The present study examined relations among maternal emotional distress, marital conflict, parenting, and adolescent adjustment over time. Specifically, the present study considered whether both marital conflict and responsive parenting practices mediated the relation between maternal emotional distress and adolescent externalizing and internalizing behaviors. In addition, a number of alternative models were examined that involved switching the order of effects. Three years of self-report data were collected from 136 married mothers and their adolescents, beginning when the adolescents were in fifth grade. Results of structural equations modeling procedures using latent variables suggested that marital conflict and responsive parenting practices mediated the relation between maternal emotional distress and adolescent externalizing behaviors. In contrast, only marital conflict mediated the relation between maternal emotional distress and adolescent internalizing behaviors. Thus, the present study identified possible time-ordered processes through which maternal emotional distress may affect adolescent adjustment.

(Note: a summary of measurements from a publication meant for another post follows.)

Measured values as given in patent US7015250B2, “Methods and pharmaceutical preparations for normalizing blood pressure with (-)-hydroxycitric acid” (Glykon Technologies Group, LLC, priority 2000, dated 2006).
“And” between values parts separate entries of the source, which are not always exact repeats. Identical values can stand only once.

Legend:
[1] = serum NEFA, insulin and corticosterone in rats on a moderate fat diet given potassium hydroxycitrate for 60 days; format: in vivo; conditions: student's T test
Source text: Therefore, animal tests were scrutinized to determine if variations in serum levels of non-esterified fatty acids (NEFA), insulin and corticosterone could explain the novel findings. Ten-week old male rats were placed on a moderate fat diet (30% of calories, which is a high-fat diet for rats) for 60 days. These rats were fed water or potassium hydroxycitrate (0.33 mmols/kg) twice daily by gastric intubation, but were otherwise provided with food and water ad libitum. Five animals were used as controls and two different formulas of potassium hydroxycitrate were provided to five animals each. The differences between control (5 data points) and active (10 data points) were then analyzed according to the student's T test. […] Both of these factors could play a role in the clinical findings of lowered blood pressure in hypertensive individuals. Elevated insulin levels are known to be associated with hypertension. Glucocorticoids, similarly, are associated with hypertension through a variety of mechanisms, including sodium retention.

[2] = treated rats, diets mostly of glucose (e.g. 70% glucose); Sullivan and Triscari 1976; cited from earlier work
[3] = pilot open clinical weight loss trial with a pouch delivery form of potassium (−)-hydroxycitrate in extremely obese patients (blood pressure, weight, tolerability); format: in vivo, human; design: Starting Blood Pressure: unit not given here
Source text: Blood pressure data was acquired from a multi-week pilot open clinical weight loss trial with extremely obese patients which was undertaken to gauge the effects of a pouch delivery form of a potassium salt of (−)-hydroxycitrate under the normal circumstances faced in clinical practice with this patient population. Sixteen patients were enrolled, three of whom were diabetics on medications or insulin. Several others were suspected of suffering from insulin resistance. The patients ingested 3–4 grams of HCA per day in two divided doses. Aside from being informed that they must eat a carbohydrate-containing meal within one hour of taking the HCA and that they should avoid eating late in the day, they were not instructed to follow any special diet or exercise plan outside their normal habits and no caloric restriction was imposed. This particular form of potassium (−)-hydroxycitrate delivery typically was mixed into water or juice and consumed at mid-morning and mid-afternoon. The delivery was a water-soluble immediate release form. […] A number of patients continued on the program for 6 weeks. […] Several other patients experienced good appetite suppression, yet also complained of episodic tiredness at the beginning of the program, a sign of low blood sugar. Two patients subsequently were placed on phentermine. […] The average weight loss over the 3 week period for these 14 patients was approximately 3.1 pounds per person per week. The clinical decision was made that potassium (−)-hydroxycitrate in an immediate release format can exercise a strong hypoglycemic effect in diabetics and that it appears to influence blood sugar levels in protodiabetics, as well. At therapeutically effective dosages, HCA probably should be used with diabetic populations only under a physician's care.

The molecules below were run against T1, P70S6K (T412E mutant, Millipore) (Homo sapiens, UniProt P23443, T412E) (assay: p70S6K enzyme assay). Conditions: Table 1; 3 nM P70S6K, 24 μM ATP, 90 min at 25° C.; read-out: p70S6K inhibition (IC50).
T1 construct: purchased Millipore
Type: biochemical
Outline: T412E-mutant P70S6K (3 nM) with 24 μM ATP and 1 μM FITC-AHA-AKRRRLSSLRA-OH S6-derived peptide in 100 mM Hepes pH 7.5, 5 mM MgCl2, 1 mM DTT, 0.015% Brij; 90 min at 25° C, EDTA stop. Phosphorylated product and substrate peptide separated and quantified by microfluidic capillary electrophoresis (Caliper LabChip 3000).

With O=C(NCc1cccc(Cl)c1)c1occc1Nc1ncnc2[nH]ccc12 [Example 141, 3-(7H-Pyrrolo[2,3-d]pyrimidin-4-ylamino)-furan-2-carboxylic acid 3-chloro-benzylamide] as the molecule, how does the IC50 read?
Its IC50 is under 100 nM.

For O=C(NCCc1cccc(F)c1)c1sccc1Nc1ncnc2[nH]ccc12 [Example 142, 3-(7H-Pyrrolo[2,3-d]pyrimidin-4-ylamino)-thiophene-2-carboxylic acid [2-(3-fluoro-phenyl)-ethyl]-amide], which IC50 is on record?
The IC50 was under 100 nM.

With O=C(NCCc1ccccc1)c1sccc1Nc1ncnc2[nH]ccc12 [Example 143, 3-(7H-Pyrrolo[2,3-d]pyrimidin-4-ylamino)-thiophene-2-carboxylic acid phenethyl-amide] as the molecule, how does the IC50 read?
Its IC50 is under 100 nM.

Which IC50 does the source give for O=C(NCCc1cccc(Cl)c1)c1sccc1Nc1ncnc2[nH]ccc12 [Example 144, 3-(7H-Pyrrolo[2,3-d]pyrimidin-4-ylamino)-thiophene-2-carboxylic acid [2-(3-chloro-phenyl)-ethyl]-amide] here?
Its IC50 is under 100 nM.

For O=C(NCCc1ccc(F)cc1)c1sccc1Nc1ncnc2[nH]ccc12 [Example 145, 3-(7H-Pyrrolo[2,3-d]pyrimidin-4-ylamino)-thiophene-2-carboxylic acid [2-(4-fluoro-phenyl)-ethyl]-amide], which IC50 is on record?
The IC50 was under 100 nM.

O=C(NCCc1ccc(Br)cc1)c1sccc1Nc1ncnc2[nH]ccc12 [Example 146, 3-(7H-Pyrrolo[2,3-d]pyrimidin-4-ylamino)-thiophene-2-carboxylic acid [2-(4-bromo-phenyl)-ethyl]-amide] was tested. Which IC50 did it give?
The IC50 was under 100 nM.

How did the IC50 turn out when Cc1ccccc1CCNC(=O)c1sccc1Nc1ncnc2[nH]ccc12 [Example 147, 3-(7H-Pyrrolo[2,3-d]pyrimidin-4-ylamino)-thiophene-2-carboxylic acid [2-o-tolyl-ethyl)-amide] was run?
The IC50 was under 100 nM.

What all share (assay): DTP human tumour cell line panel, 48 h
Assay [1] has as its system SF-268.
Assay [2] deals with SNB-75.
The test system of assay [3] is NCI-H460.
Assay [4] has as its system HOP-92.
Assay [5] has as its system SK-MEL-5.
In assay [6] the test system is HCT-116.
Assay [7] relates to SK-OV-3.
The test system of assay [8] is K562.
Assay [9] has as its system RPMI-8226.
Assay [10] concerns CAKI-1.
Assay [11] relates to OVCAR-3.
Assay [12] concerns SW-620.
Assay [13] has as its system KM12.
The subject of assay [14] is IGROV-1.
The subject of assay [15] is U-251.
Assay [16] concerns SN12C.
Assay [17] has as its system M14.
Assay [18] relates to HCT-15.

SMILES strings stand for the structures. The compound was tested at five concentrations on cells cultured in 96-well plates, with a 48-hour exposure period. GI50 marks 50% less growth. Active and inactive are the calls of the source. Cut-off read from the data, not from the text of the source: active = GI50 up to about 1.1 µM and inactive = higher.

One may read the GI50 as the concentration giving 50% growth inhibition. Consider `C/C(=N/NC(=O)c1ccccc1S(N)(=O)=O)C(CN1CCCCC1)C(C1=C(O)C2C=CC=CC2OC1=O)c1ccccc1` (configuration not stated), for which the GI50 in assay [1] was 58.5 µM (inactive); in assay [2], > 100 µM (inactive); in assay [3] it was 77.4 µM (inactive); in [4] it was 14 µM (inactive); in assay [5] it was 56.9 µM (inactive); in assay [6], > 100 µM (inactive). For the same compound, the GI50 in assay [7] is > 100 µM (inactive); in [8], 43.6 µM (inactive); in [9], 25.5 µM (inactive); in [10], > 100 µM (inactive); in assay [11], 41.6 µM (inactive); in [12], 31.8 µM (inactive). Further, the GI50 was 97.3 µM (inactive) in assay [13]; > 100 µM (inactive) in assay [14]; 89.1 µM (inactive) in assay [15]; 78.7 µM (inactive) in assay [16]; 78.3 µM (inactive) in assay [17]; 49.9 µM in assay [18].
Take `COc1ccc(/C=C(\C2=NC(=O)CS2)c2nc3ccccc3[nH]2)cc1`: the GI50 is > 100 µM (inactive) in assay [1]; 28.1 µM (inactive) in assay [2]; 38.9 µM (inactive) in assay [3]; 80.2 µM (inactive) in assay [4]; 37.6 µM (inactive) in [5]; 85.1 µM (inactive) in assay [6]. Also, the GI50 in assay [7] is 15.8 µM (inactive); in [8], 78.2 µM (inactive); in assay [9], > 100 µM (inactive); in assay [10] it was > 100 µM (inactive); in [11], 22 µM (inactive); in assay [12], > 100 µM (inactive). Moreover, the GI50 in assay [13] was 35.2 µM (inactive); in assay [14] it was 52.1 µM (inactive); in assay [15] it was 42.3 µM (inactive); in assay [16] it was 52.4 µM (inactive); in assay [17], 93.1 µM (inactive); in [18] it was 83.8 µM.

|Author||Elizabeth Hope Blodgett|
|Advisor||Dawn M. Gondoli|
|Contributor||Julia M. Braungart-Rieker, Committee Member|
|Contributor||Scott E. Maxwell, Committee Member|
|Contributor||Dawn M. Gondoli, Committee Chair|
|Degree Level||Master's Thesis|
|Departments and Units|